The A's infielder, who has been keeping plenty other teammates company on the disabled list since July 2, had been rehabbing his shoulder in San Diego before Friday's return to Oakland -- where he was hoping to throw and hit off a tee.
"I'm here for a week or two to see if I'm going to come back to play this year or not," Chavez said. "I just gotta wait. I want to wait for a good week and take some ground balls."
Chavez's current stint on the DL is his second of the season and third since July 27, 2007. He played 23 games after starting the year rehabbing from offseason back surgery -- a number most expected to be much higher, considering he underwent three surgeries during a 10-week span in the offseason, including an operation to repair a torn labrum in his right shoulder in September.
"When I first came back this season, the back was a bigger concern more than anything," Chavez said. "The shoulder felt as good as it could."
But throwing -- particularly during games -- is what Chavez believes put him back on the bench.
"I'm 95 percent sure it's just from throwing," Chavez said. "Game throws was what was really bothering me."
Needless to say, the mild games of catch he played with his father while in San Diego didn't hurt -- or help -- the situation.
"I could have thrown to myself," Chavez quippped.
Any hint of a grin, though, faded when asked by a reporter if his injured shoulder meant a possible end to his 10-year Major League career. Once again, Chavez shrugged his shoulders to go along with the theme of uncertainty encompassing his injury.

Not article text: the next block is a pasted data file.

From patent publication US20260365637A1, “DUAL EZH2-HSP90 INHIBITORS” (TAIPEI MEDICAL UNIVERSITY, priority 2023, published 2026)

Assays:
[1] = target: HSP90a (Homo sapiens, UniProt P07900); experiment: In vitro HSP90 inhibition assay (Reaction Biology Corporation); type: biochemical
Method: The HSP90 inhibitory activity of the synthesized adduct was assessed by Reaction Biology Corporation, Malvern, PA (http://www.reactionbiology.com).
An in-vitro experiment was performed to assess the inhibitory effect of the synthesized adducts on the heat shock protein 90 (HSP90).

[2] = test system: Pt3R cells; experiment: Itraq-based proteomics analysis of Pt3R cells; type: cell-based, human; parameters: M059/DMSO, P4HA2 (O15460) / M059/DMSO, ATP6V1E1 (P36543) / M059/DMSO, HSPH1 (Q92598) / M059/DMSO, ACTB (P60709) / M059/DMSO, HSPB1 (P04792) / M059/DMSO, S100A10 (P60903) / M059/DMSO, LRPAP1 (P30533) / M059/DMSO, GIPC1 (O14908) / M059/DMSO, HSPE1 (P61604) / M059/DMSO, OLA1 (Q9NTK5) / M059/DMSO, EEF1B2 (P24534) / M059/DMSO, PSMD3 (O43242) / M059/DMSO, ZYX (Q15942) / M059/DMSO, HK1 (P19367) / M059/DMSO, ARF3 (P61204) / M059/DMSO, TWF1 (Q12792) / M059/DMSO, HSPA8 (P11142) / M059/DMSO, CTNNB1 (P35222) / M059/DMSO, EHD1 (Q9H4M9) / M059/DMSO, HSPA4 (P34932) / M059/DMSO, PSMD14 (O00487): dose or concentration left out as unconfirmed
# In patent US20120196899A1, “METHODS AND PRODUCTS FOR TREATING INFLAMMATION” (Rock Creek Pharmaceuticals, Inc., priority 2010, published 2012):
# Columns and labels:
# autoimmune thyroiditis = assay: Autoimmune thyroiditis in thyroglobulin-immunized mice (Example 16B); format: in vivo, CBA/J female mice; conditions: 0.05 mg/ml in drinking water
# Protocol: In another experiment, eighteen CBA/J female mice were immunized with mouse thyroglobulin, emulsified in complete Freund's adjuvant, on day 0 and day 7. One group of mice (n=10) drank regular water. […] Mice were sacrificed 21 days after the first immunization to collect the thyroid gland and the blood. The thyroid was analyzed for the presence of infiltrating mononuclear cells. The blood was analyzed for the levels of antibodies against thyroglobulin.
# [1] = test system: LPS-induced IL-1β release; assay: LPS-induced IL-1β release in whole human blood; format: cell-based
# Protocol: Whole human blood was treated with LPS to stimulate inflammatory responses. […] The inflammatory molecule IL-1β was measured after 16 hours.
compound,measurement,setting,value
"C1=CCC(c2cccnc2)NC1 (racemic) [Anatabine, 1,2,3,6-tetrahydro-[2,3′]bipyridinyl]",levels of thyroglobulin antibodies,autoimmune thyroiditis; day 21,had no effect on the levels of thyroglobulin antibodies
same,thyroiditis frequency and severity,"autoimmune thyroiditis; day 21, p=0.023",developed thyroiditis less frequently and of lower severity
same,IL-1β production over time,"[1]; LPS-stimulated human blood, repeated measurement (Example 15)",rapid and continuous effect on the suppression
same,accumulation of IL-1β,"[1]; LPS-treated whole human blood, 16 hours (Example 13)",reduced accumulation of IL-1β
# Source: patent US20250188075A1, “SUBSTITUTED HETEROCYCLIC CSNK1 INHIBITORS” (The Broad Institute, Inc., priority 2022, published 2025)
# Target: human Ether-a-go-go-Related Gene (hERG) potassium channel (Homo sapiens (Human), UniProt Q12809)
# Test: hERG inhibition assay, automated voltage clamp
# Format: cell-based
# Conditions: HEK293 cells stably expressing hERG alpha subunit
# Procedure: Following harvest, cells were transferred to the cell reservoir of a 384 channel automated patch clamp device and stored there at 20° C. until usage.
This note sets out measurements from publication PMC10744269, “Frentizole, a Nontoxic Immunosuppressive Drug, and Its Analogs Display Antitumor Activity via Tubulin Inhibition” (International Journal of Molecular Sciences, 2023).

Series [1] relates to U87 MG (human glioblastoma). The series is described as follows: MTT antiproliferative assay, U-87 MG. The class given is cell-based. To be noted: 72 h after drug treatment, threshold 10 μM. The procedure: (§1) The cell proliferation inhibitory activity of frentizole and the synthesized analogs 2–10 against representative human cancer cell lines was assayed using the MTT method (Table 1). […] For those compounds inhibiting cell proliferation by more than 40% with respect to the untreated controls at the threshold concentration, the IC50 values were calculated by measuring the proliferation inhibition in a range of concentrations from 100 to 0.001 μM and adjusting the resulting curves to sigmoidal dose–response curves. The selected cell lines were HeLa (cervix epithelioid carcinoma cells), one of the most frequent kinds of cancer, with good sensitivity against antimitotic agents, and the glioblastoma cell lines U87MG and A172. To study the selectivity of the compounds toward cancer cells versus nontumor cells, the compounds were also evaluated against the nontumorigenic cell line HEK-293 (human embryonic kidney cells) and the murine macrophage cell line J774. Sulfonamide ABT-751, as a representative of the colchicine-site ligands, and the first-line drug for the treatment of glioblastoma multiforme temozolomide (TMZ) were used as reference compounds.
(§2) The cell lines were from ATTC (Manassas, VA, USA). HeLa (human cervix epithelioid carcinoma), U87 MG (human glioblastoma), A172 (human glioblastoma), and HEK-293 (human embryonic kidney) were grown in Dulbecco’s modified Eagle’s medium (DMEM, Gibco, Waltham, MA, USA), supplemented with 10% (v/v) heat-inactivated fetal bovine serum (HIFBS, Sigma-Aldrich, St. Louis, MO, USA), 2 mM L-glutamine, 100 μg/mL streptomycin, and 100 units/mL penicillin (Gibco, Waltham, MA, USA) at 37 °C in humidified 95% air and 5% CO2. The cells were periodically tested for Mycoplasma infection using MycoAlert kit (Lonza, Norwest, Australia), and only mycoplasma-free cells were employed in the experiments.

"There might be some big decisions," Chavez said. "It's hard for me to give an honest answer. All I can do is what the doctors tell me."
The 30-year-old mentioned surgery is not beyond the realm of possibilities, but he'll be the first to say he doesn't expect an operation to fix all.
"To be honest with you, I'm just dealing with a really bad shoulder," Chavez said. "There are a lot of things going on with it. The way my shoulder's been for my career, I don't see it improving."
That message should probably be relayed to manager Bob Geren, who expressed nothing but his usual positive vibes when asked about the third baseman.
"I'm just glad he's here and starting baseball activity," the skipper said. "I'm looking forward to his comeback. ... I'm looking at it in a positive way."
That's what Chavez is attempting to do -- he just can't help but wonder about a realistic future, though.
"I'm not trying to over-exaggerate the situation or underplay it," Chavez said. "I've found myself in the worst predicament possible as a player. I've always taken pride in being out there every day."
Chavez is in the fourth year of a six-year contract extension and has racked up more seasons in Oakland than any other player in A's history besides Rickey Henderson (14), Mark McGwire (12) and Terry Steinbach (11). Whether he can keep climbing those ranks, though, remains in doubt.
"We know what's going on -- it will depend on how I respond when I throw the ball," Chavez said. "If I come back, the rest of the year will be a telling story. It will be the same when I start next season, too.
"I'm not at ease about it. I've had four years where my career has totally been affected by it. It's very frustrating."